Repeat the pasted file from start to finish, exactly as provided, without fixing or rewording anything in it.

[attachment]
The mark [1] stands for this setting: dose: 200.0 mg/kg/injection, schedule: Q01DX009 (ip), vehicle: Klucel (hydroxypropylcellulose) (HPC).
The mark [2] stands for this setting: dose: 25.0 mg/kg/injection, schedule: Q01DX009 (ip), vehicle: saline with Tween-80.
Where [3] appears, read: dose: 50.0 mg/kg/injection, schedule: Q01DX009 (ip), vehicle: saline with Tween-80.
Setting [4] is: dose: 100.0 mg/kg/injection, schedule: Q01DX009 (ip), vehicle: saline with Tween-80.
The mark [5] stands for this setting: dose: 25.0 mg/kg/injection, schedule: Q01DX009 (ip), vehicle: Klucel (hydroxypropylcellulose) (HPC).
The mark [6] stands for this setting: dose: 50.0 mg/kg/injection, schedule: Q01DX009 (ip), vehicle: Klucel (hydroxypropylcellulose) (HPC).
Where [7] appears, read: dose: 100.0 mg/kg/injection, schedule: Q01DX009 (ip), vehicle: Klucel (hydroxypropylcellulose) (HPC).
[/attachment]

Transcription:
The mark [1] stands for this setting: dose: 200.0 mg/kg/injection, schedule: Q01DX009 (ip), vehicle: Klucel (hydroxypropylcellulose) (HPC).
The mark [2] stands for this setting: dose: 25.0 mg/kg/injection, schedule: Q01DX009 (ip), vehicle: saline with Tween-80.
Where [3] appears, read: dose: 50.0 mg/kg/injection, schedule: Q01DX009 (ip), vehicle: saline with Tween-80.
Setting [4] is: dose: 100.0 mg/kg/injection, schedule: Q01DX009 (ip), vehicle: saline with Tween-80.
The mark [5] stands for this setting: dose: 25.0 mg/kg/injection, schedule: Q01DX009 (ip), vehicle: Klucel (hydroxypropylcellulose) (HPC).
The mark [6] stands for this setting: dose: 50.0 mg/kg/injection, schedule: Q01DX009 (ip), vehicle: Klucel (hydroxypropylcellulose) (HPC).
Where [7] appears, read: dose: 100.0 mg/kg/injection, schedule: Q01DX009 (ip), vehicle: Klucel (hydroxypropylcellulose) (HPC).